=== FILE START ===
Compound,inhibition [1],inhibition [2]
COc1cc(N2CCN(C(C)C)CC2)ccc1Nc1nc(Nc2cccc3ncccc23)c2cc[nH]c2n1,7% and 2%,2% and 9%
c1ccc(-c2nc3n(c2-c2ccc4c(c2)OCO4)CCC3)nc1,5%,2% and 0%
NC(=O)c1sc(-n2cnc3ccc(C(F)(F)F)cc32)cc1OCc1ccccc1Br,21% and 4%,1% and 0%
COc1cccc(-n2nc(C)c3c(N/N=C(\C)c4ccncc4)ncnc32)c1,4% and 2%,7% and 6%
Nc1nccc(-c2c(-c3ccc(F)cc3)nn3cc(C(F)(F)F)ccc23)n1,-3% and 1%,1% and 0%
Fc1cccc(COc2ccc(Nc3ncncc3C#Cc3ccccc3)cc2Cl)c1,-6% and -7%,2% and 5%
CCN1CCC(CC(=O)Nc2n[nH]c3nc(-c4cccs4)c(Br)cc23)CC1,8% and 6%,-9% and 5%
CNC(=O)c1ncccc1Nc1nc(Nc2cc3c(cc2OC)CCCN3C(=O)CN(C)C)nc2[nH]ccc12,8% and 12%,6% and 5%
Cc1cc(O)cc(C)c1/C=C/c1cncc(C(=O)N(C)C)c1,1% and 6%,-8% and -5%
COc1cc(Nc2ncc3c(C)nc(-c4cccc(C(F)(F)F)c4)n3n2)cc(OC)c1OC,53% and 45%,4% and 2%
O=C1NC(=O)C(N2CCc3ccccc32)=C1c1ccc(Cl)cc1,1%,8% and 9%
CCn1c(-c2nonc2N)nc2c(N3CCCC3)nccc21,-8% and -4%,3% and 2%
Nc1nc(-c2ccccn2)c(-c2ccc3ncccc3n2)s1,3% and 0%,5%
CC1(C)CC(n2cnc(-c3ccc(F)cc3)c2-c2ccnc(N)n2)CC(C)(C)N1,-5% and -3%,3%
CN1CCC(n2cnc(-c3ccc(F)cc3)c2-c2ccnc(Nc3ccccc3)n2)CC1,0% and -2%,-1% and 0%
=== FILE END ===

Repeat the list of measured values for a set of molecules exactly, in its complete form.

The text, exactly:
Compound,inhibition [1],inhibition [2]
COc1cc(N2CCN(C(C)C)CC2)ccc1Nc1nc(Nc2cccc3ncccc23)c2cc[nH]c2n1,7% and 2%,2% and 9%
c1ccc(-c2nc3n(c2-c2ccc4c(c2)OCO4)CCC3)nc1,5%,2% and 0%
NC(=O)c1sc(-n2cnc3ccc(C(F)(F)F)cc32)cc1OCc1ccccc1Br,21% and 4%,1% and 0%
COc1cccc(-n2nc(C)c3c(N/N=C(\C)c4ccncc4)ncnc32)c1,4% and 2%,7% and 6%
Nc1nccc(-c2c(-c3ccc(F)cc3)nn3cc(C(F)(F)F)ccc23)n1,-3% and 1%,1% and 0%
Fc1cccc(COc2ccc(Nc3ncncc3C#Cc3ccccc3)cc2Cl)c1,-6% and -7%,2% and 5%
CCN1CCC(CC(=O)Nc2n[nH]c3nc(-c4cccs4)c(Br)cc23)CC1,8% and 6%,-9% and 5%
CNC(=O)c1ncccc1Nc1nc(Nc2cc3c(cc2OC)CCCN3C(=O)CN(C)C)nc2[nH]ccc12,8% and 12%,6% and 5%
Cc1cc(O)cc(C)c1/C=C/c1cncc(C(=O)N(C)C)c1,1% and 6%,-8% and -5%
COc1cc(Nc2ncc3c(C)nc(-c4cccc(C(F)(F)F)c4)n3n2)cc(OC)c1OC,53% and 45%,4% and 2%
O=C1NC(=O)C(N2CCc3ccccc32)=C1c1ccc(Cl)cc1,1%,8% and 9%
CCn1c(-c2nonc2N)nc2c(N3CCCC3)nccc21,-8% and -4%,3% and 2%
Nc1nc(-c2ccccn2)c(-c2ccc3ncccc3n2)s1,3% and 0%,5%
CC1(C)CC(n2cnc(-c3ccc(F)cc3)c2-c2ccnc(N)n2)CC(C)(C)N1,-5% and -3%,3%
CN1CCC(n2cnc(-c3ccc(F)cc3)c2-c2ccnc(Nc3ccccc3)n2)CC1,0% and -2%,-1% and 0%